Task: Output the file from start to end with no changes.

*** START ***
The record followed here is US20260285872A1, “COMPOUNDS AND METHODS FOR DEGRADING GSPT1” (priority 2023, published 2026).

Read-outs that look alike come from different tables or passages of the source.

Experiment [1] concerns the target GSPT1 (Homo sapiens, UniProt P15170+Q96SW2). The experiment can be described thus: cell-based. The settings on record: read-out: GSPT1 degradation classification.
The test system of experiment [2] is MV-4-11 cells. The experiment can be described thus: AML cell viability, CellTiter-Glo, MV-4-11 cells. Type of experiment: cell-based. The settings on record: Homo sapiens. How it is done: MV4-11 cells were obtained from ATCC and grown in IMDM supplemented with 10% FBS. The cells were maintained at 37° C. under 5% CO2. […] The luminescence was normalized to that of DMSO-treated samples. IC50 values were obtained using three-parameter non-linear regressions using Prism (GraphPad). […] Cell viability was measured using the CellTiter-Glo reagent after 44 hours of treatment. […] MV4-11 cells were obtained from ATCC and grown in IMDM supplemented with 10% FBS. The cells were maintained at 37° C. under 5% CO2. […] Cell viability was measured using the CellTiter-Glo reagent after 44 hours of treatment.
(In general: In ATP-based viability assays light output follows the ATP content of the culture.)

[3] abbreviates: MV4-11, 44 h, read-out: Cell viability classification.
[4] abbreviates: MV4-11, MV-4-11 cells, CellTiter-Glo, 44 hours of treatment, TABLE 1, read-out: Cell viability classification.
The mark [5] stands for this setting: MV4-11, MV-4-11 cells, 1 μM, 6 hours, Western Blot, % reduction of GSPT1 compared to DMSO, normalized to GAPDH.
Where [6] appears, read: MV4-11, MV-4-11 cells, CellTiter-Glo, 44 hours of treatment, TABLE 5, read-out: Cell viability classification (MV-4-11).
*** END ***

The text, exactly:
The record followed here is US20260285872A1, “COMPOUNDS AND METHODS FOR DEGRADING GSPT1” (priority 2023, published 2026).

Read-outs that look alike come from different tables or passages of the source.

Experiment [1] concerns the target GSPT1 (Homo sapiens, UniProt P15170+Q96SW2). The experiment can be described thus: cell-based. The settings on record: read-out: GSPT1 degradation classification.
The test system of experiment [2] is MV-4-11 cells. The experiment can be described thus: AML cell viability, CellTiter-Glo, MV-4-11 cells. Type of experiment: cell-based. The settings on record: Homo sapiens. How it is done: MV4-11 cells were obtained from ATCC and grown in IMDM supplemented with 10% FBS. The cells were maintained at 37° C. under 5% CO2. […] The luminescence was normalized to that of DMSO-treated samples. IC50 values were obtained using three-parameter non-linear regressions using Prism (GraphPad). […] Cell viability was measured using the CellTiter-Glo reagent after 44 hours of treatment. […] MV4-11 cells were obtained from ATCC and grown in IMDM supplemented with 10% FBS. The cells were maintained at 37° C. under 5% CO2. […] Cell viability was measured using the CellTiter-Glo reagent after 44 hours of treatment.
(In general: In ATP-based viability assays light output follows the ATP content of the culture.)

[3] abbreviates: MV4-11, 44 h, read-out: Cell viability classification.
[4] abbreviates: MV4-11, MV-4-11 cells, CellTiter-Glo, 44 hours of treatment, TABLE 1, read-out: Cell viability classification.
The mark [5] stands for this setting: MV4-11, MV-4-11 cells, 1 μM, 6 hours, Western Blot, % reduction of GSPT1 compared to DMSO, normalized to GAPDH.
Where [6] appears, read: MV4-11, MV-4-11 cells, CellTiter-Glo, 44 hours of treatment, TABLE 5, read-out: Cell viability classification (MV-4-11).